Material Properties

A concrete mix was designed for a compressive strength of 35 MPa. Standard cylinders (152×305 mm) were prepared to measure the axial load-deformation behavior of plain concrete. Normal weight concrete with a 9.5 mm maximum aggregate size (pea gravel) was used in all specimens. The column specimens and standard cylinders were cured for 28 days in a humidity room. As discussed earlier, the specimens were cast using two batches (1 and 2). The average compressive strength (f′c) of the concrete cylinders at the testing date (53 days old) was 39.2 MPa and 36.1 MPa for batch 1 and 2, respectively.

The deformed steel bar (longitudinal bar) and the smooth steel wire (spiral) were tested in accordance with the ASTM A-370 to obtain their force-deformation relationships. The yield strengths of the longitudinal bar and the spiral wire were 33.2 kN (fy=467 MPa) and 8.5 kN (fyh=680 MPa), respectively as shown in FIG. 5. The yield strength of the spiral wire was estimated based on the 0.2% strain offset method.

Instrumentation and Testing

The testing was performed using a one million pound capacity, four posts, and servo hydraulic load frame. A displacement-controlled loading was followed in order to capture the post yield behavior. The relative displacement between the top and bottom ends of the specimens was measured using a linear variable displacement transducer (LVDT). Four strain gages were installed on the reinforcement. Three of them were installed on one spiral over the central 200 mm region of the specimens to measure the tensile strain in the spiral. The fourth strain gage was installed on a longitudinal steel bar at the middle of the specimen to measure the compressive strain in the longitudinal bars. Data were recorded using a computer-based data acquisition system at time interval of 1 second. The columns were loaded monotonically to failure at a displacement rate of 0.025 mm/second.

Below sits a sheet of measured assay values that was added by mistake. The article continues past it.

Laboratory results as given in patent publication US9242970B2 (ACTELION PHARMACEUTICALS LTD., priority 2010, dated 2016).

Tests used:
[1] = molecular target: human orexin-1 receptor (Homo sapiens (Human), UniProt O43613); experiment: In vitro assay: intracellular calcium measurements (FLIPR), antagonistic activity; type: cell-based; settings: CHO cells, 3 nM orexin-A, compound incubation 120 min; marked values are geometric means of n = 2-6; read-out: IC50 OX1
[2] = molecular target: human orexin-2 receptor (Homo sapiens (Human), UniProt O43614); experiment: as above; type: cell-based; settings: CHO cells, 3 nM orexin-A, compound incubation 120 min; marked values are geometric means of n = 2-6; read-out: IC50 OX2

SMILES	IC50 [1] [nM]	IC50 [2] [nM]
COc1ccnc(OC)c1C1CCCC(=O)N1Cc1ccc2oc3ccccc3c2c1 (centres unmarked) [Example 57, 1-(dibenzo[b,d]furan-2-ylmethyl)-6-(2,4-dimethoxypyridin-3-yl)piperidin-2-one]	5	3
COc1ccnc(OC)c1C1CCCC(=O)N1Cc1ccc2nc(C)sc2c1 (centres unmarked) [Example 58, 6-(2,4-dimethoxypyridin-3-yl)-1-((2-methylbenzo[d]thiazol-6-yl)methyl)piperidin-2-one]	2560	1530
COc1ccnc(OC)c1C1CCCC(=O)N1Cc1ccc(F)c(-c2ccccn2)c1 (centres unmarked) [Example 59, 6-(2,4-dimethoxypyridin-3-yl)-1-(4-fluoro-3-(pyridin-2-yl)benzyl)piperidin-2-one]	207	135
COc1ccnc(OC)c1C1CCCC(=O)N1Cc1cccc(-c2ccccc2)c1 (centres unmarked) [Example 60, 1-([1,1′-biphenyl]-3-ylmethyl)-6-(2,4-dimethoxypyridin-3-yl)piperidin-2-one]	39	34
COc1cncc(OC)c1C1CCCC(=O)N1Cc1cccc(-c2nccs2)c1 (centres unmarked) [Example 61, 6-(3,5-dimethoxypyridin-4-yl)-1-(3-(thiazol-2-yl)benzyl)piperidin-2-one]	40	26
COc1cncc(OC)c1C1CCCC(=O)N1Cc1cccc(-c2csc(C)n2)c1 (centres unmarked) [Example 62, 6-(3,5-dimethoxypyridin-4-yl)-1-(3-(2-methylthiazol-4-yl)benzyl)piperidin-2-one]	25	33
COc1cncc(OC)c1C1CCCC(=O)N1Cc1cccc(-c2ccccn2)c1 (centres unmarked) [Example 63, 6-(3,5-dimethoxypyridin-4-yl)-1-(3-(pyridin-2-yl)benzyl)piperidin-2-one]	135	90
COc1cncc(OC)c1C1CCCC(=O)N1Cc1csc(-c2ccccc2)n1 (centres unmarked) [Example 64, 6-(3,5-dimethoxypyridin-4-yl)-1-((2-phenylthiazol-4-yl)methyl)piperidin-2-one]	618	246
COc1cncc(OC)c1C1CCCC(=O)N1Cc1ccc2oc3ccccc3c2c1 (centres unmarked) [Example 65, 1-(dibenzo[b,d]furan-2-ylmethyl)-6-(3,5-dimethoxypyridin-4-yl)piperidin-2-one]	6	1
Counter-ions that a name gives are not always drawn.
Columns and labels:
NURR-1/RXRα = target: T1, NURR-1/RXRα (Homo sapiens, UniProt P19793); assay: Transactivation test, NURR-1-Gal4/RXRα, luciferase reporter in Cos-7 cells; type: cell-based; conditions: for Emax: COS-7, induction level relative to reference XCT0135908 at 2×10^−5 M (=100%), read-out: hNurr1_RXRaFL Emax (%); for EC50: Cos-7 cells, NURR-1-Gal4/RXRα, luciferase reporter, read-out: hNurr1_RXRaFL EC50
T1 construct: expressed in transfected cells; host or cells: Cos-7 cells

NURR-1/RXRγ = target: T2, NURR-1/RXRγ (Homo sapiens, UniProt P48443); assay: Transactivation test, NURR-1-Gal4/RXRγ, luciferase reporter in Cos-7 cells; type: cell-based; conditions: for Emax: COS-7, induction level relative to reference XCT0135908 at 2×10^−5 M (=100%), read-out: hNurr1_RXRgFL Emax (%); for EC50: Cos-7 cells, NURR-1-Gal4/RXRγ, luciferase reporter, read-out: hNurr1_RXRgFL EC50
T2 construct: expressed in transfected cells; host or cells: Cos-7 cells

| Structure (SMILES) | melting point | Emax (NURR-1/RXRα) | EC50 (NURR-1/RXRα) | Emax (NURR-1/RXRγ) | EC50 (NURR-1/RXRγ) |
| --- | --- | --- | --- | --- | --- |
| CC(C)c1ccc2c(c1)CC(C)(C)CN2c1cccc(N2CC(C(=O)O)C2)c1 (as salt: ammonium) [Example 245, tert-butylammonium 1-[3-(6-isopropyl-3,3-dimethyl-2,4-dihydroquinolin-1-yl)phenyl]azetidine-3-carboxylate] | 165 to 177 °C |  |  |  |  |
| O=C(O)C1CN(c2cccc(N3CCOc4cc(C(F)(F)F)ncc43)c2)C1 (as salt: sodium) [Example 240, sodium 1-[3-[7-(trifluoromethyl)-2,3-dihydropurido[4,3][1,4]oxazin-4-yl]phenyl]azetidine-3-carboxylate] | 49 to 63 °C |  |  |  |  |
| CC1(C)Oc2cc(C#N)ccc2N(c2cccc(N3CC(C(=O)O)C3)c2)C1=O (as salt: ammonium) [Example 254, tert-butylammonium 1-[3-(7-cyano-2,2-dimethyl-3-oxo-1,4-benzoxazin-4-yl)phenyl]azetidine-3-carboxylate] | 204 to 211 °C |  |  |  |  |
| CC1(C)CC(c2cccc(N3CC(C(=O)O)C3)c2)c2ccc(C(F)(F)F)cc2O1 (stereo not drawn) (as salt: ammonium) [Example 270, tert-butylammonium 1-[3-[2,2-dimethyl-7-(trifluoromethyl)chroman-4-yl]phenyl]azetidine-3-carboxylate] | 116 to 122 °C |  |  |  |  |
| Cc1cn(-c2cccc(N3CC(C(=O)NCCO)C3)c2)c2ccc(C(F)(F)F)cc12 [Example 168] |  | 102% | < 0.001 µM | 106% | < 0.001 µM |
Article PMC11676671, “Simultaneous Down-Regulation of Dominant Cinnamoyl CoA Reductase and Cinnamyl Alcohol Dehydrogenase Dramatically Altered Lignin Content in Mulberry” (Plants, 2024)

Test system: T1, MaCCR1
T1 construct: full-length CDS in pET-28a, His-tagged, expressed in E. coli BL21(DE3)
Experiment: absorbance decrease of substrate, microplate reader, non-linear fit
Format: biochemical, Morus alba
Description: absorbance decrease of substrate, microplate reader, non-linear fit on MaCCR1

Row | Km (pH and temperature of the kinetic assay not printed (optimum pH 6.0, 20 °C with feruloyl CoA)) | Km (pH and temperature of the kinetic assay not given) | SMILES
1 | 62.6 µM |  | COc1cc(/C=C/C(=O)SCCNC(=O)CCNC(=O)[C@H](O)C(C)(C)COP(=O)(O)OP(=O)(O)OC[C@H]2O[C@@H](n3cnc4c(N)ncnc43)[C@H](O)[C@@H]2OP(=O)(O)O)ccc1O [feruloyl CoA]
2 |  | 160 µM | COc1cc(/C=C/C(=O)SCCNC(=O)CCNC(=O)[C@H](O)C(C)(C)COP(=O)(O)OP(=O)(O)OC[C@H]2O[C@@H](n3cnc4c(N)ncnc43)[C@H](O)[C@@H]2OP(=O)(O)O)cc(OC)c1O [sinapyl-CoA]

Experimental Results and Discussion

General Observations

Similar damage progression and failure mode under axial compression occurred with both columns confined with regular (single) spiral and two cross (opposing) spirals spaced twice as far apart. The concrete cover severely cracked and started to show signs of spalling at about 0.002 axial strain. At about an axial strain of 0.003, the cover was severely spalled. Before yield, the measured strain in the longitudinal reinforcement was almost similar to the concrete strain; however, significant increase in the strain of the longitudinal bars was observed beyond yield. Small tensile strain was observed in the spiral up to 0.002 axial strain when the concrete cover started to spall. After spalling, the strain in the spiral increased rapidly as the axial strain increased to reach the peak axial load. Beyond the peak axial load, the strain in the spiral significantly and rapidly increased until the spiral fractured and the longitudinal bars showed significant buckling. In columns confined with two opposing (cross) spirals, the fracture of the two spirals occurred at different times, which gave an indication of the complete failure while maintaining significant axial strength. After this stage, significant buckling of the longitudinal bars occurred which led to excessive deformation and failure.

Axial Behavior

Columns With Equivalent Confining Reinforcement

FIG. 4 summarizes the axial behavior and the experimental results of the tested columns. The test results showed that the axial behavior of the columns confined with cross (opposing) spirals was almost similar to the behavior of the columns confined with regular (single) spiral when they had the same volumetric spiral ratio, ρs. As shown in FIG. 4, the behavior was similar in terms of stiffness, yield, strength, and ductility. As shown in FIG. 4A, the axial force capacity of column 50XS1 (cross spirals) was 5.3% less than the axial force capacity of its equivalent column 25RS1 (single spiral). The axial force capacity of column 50XS2 (cross spirals) was 1.2% higher than the axial force capacity of its equivalent column 25RS2 (single spiral) as shown in FIG. 4B. FIG. 4C shows that the axial force capacity of column 70XS1 (cross spiral) is 5.5% less than the axial force capacity of its equivalent column 35RS1 (regular spiral). Finally, the axial force capacity of column 70XS2 (cross spirals) was 1.5% less than its equivalent column 35RS2 (regular spiral) as shown in FIG. 4D. The overall average axial capacity ratio of the columns confined with cross spirals and their equivalent columns confined with regular spiral was 0.97. This shows that the columns confined with two cross (opposing) spirals have almost the same axial force capacity as the columns confined with equivalent volumetric ratio of single spiral. The new confinement technique (cross spiral) has the advantage of providing double the spiral spacing (pitch) that the single spiral provides, which facilitates the construction of the columns.